Ten lessons I've learned on my journey to Managing Director

Josh talking in a meeting with the leadership team at Brightec

As I celebrate my 10th anniversary with Brightec, I want to share ten big mistakes I've made along this incredible journey and how they've helped me embrace our value of making things better.

Over the last ten years, the company and I have changed dramatically.

Ten years ago, I had just moved from London back to my hometown of Brighton and Hove. I had a year-old daughter and a whole lack of sleep!

Excitingly, I also started a new job at Brightec after a swift coffee with Andy in a cafe off New England Street in Brighton.

Ten years later, I've just celebrated my 10th anniversary at Brightec. The team made me cry by presenting me with a bespoke book; see this LinkedIn post (of the book; not me crying!)

It's fun to reflect on how those changes have happened and how I've personally changed and hopefully improved.

So, aside from my ongoing ability to make cheeky jokes, I've pulled together a list of mistakes I've made and hope they prove helpful to others on a similar journey.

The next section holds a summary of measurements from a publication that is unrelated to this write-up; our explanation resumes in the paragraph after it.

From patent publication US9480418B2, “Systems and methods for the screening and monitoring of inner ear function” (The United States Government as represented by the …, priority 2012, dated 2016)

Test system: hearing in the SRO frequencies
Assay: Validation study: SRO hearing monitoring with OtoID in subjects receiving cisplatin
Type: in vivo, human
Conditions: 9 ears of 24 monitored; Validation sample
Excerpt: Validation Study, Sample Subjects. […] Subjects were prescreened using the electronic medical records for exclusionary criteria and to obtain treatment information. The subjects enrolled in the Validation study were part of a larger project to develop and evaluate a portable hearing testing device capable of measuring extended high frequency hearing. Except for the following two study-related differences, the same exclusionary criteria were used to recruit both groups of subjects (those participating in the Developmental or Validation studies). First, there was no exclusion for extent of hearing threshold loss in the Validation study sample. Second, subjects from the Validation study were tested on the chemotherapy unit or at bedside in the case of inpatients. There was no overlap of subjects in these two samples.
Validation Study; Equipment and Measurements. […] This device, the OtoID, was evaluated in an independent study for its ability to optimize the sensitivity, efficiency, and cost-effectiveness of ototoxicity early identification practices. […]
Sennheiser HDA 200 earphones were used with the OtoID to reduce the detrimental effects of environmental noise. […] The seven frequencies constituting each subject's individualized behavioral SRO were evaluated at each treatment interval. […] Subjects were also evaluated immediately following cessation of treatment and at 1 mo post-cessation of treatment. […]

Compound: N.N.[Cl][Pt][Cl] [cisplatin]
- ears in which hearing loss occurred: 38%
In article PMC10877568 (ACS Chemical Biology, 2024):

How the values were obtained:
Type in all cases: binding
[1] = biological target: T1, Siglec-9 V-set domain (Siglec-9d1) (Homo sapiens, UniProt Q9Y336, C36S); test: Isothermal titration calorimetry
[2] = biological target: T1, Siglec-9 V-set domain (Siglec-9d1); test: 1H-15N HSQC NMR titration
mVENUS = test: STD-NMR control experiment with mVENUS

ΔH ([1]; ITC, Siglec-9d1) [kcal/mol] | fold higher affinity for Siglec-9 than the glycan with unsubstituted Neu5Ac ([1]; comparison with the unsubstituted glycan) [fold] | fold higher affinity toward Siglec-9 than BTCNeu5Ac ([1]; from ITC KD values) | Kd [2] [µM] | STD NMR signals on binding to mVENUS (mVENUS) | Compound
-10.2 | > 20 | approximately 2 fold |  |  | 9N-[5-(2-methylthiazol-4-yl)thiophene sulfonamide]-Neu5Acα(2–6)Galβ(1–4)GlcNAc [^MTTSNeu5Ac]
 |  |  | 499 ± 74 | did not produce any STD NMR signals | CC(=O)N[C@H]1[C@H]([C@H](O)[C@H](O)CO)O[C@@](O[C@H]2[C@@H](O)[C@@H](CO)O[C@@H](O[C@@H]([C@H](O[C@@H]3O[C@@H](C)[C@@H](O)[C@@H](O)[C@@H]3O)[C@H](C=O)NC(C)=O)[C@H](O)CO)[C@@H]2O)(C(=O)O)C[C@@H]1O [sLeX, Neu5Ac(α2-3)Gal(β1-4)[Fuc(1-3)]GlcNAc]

Let's start with my biggest mistake.

1) Not seeking feedback regularly

I know it's somewhat cliche, but I amaze myself with how quickly I can 'protect' myself from feedback in the fear that I may find it uncomfortable.

One of my favourite quotes is from the book Leading with a Limp: Turning Your Struggles into Strengths by Dan B. Allender. In which the author states a core assumption:

"to the degree you face and name and deal with your failures as a leader, to that same extent you will create an environment conducive to growing and retaining productive and committed colleagues."

Of course, this begs the question of how you identify those failures. The most obvious answer is to ask for feedback regularly and often.

The biggest mistake I've ever made has been stunting my growth by not being vulnerable and intentionally seeking feedback from my peers, managers, and team.

Now, I have systems in place to regularly receive feedback from my senior leadership team, friends, and retrospectives where the whole team can provide input. This frequent feedback has enabled me to avoid major pitfalls, sharpen my skills, and grow as a leader.